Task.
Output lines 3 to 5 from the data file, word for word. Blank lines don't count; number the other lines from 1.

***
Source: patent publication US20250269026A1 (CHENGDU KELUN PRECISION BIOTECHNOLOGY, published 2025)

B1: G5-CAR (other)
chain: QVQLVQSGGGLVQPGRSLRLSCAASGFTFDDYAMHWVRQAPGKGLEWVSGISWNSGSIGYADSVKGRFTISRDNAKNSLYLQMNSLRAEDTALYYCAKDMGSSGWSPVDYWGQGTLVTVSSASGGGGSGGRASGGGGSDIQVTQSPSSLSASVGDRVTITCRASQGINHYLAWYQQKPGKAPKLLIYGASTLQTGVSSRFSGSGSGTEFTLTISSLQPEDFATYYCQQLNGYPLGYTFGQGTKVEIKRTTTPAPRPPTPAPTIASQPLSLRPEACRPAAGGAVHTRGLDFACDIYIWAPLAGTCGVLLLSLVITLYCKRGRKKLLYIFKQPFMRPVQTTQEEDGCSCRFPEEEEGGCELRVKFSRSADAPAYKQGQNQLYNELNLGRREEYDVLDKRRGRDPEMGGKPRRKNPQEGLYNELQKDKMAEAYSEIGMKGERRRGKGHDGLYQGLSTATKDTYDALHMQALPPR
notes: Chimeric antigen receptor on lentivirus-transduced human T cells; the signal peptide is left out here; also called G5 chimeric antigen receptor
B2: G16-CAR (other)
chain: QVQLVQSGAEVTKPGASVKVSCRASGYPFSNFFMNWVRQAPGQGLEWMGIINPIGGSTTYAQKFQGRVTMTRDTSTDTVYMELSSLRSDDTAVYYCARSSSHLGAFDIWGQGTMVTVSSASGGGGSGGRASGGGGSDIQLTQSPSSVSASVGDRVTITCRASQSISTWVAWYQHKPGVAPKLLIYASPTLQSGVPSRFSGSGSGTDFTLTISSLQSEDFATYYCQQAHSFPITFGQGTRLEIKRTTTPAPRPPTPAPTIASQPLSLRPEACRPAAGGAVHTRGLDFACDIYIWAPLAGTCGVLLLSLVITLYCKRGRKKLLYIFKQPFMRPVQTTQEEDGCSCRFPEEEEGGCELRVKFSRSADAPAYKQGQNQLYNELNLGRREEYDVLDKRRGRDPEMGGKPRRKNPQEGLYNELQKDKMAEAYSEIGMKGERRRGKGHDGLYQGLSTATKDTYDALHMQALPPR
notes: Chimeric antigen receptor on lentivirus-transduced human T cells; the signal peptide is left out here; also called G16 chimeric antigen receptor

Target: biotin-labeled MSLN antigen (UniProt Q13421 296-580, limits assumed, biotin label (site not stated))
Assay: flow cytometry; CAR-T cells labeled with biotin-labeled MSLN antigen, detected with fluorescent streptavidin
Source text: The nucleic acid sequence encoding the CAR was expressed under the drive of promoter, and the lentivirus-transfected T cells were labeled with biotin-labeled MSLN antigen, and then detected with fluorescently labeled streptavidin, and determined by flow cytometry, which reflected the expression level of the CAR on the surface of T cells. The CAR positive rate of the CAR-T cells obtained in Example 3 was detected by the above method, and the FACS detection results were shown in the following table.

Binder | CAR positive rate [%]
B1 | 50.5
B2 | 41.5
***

chain: QVQLVQSGGGLVQPGRSLRLSCAASGFTFDDYAMHWVRQAPGKGLEWVSGISWNSGSIGYADSVKGRFTISRDNAKNSLYLQMNSLRAEDTALYYCAKDMGSSGWSPVDYWGQGTLVTVSSASGGGGSGGRASGGGGSDIQVTQSPSSLSASVGDRVTITCRASQGINHYLAWYQQKPGKAPKLLIYGASTLQTGVSSRFSGSGSGTEFTLTISSLQPEDFATYYCQQLNGYPLGYTFGQGTKVEIKRTTTPAPRPPTPAPTIASQPLSLRPEACRPAAGGAVHTRGLDFACDIYIWAPLAGTCGVLLLSLVITLYCKRGRKKLLYIFKQPFMRPVQTTQEEDGCSCRFPEEEEGGCELRVKFSRSADAPAYKQGQNQLYNELNLGRREEYDVLDKRRGRDPEMGGKPRRKNPQEGLYNELQKDKMAEAYSEIGMKGERRRGKGHDGLYQGLSTATKDTYDALHMQALPPR
notes: Chimeric antigen receptor on lentivirus-transduced human T cells; the signal peptide is left out here; also called G5 chimeric antigen receptor
B2: G16-CAR (other)